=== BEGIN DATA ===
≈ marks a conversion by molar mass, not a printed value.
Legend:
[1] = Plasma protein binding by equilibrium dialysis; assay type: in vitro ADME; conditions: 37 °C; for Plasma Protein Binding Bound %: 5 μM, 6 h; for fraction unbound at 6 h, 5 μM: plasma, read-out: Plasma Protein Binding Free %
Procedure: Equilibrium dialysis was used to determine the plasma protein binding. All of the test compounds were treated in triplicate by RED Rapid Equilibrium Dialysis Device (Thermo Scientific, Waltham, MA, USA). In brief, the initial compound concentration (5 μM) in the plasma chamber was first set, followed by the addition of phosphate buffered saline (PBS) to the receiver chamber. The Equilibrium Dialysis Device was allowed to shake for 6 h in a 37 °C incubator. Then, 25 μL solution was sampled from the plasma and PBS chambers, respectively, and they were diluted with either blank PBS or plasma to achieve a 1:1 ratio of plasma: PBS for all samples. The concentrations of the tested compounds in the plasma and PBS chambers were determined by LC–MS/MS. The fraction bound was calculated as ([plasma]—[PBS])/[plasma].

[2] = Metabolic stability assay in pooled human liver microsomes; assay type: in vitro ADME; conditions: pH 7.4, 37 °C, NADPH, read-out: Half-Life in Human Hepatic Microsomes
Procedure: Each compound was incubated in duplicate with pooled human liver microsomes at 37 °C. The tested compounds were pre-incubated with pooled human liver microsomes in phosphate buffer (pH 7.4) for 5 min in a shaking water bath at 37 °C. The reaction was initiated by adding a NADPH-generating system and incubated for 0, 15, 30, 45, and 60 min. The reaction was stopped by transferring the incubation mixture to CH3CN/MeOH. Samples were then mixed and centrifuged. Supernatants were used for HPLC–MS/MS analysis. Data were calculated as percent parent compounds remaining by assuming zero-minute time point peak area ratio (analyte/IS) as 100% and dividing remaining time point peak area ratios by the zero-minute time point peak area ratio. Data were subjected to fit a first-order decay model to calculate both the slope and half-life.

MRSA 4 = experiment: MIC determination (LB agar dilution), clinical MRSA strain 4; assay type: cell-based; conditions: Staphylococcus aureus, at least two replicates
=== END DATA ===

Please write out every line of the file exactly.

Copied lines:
≈ marks a conversion by molar mass, not a printed value.
Legend:
[1] = Plasma protein binding by equilibrium dialysis; assay type: in vitro ADME; conditions: 37 °C; for Plasma Protein Binding Bound %: 5 μM, 6 h; for fraction unbound at 6 h, 5 μM: plasma, read-out: Plasma Protein Binding Free %
Procedure: Equilibrium dialysis was used to determine the plasma protein binding. All of the test compounds were treated in triplicate by RED Rapid Equilibrium Dialysis Device (Thermo Scientific, Waltham, MA, USA). In brief, the initial compound concentration (5 μM) in the plasma chamber was first set, followed by the addition of phosphate buffered saline (PBS) to the receiver chamber. The Equilibrium Dialysis Device was allowed to shake for 6 h in a 37 °C incubator. Then, 25 μL solution was sampled from the plasma and PBS chambers, respectively, and they were diluted with either blank PBS or plasma to achieve a 1:1 ratio of plasma: PBS for all samples. The concentrations of the tested compounds in the plasma and PBS chambers were determined by LC–MS/MS. The fraction bound was calculated as ([plasma]—[PBS])/[plasma].

[2] = Metabolic stability assay in pooled human liver microsomes; assay type: in vitro ADME; conditions: pH 7.4, 37 °C, NADPH, read-out: Half-Life in Human Hepatic Microsomes
Procedure: Each compound was incubated in duplicate with pooled human liver microsomes at 37 °C. The tested compounds were pre-incubated with pooled human liver microsomes in phosphate buffer (pH 7.4) for 5 min in a shaking water bath at 37 °C. The reaction was initiated by adding a NADPH-generating system and incubated for 0, 15, 30, 45, and 60 min. The reaction was stopped by transferring the incubation mixture to CH3CN/MeOH. Samples were then mixed and centrifuged. Supernatants were used for HPLC–MS/MS analysis. Data were calculated as percent parent compounds remaining by assuming zero-minute time point peak area ratio (analyte/IS) as 100% and dividing remaining time point peak area ratios by the zero-minute time point peak area ratio. Data were subjected to fit a first-order decay model to calculate both the slope and half-life.

MRSA 4 = experiment: MIC determination (LB agar dilution), clinical MRSA strain 4; assay type: cell-based; conditions: Staphylococcus aureus, at least two replicates